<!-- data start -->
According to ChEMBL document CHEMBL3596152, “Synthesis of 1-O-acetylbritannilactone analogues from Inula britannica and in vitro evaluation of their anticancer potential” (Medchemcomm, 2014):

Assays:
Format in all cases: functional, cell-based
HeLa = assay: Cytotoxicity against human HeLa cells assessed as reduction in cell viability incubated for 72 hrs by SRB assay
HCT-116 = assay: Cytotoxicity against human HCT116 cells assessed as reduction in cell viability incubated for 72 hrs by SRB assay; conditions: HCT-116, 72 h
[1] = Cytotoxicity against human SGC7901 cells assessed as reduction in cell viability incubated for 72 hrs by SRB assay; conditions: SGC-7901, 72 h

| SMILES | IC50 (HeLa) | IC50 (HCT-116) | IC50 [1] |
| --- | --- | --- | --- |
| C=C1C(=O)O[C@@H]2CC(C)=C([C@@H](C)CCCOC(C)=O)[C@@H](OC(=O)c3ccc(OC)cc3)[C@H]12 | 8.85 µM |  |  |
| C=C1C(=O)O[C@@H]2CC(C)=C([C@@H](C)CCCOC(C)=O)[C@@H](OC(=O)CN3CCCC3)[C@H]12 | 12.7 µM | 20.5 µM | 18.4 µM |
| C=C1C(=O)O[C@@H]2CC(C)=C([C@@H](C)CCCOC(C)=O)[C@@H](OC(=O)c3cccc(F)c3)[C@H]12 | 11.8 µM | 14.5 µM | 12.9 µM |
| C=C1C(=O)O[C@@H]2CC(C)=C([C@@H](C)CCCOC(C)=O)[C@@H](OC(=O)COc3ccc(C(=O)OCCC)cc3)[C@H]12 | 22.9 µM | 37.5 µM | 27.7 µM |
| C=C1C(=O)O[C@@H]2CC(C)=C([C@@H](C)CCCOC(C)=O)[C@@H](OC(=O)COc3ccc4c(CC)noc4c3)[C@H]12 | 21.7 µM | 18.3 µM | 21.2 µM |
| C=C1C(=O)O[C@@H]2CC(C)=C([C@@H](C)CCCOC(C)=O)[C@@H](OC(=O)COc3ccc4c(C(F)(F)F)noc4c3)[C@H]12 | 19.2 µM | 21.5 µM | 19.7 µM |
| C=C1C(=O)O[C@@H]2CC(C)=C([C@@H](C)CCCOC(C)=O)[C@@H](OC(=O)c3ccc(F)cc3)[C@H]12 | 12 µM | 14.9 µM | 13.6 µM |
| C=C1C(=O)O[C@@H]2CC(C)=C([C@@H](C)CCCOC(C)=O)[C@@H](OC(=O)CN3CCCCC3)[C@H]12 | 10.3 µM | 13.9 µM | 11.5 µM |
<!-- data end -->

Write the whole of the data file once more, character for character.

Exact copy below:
According to ChEMBL document CHEMBL3596152, “Synthesis of 1-O-acetylbritannilactone analogues from Inula britannica and in vitro evaluation of their anticancer potential” (Medchemcomm, 2014):

Assays:
Format in all cases: functional, cell-based
HeLa = assay: Cytotoxicity against human HeLa cells assessed as reduction in cell viability incubated for 72 hrs by SRB assay
HCT-116 = assay: Cytotoxicity against human HCT116 cells assessed as reduction in cell viability incubated for 72 hrs by SRB assay; conditions: HCT-116, 72 h
[1] = Cytotoxicity against human SGC7901 cells assessed as reduction in cell viability incubated for 72 hrs by SRB assay; conditions: SGC-7901, 72 h

| SMILES | IC50 (HeLa) | IC50 (HCT-116) | IC50 [1] |
| --- | --- | --- | --- |
| C=C1C(=O)O[C@@H]2CC(C)=C([C@@H](C)CCCOC(C)=O)[C@@H](OC(=O)c3ccc(OC)cc3)[C@H]12 | 8.85 µM |  |  |
| C=C1C(=O)O[C@@H]2CC(C)=C([C@@H](C)CCCOC(C)=O)[C@@H](OC(=O)CN3CCCC3)[C@H]12 | 12.7 µM | 20.5 µM | 18.4 µM |
| C=C1C(=O)O[C@@H]2CC(C)=C([C@@H](C)CCCOC(C)=O)[C@@H](OC(=O)c3cccc(F)c3)[C@H]12 | 11.8 µM | 14.5 µM | 12.9 µM |
| C=C1C(=O)O[C@@H]2CC(C)=C([C@@H](C)CCCOC(C)=O)[C@@H](OC(=O)COc3ccc(C(=O)OCCC)cc3)[C@H]12 | 22.9 µM | 37.5 µM | 27.7 µM |
| C=C1C(=O)O[C@@H]2CC(C)=C([C@@H](C)CCCOC(C)=O)[C@@H](OC(=O)COc3ccc4c(CC)noc4c3)[C@H]12 | 21.7 µM | 18.3 µM | 21.2 µM |
| C=C1C(=O)O[C@@H]2CC(C)=C([C@@H](C)CCCOC(C)=O)[C@@H](OC(=O)COc3ccc4c(C(F)(F)F)noc4c3)[C@H]12 | 19.2 µM | 21.5 µM | 19.7 µM |
| C=C1C(=O)O[C@@H]2CC(C)=C([C@@H](C)CCCOC(C)=O)[C@@H](OC(=O)c3ccc(F)cc3)[C@H]12 | 12 µM | 14.9 µM | 13.6 µM |
| C=C1C(=O)O[C@@H]2CC(C)=C([C@@H](C)CCCOC(C)=O)[C@@H](OC(=O)CN3CCCCC3)[C@H]12 | 10.3 µM | 13.9 µM | 11.5 µM |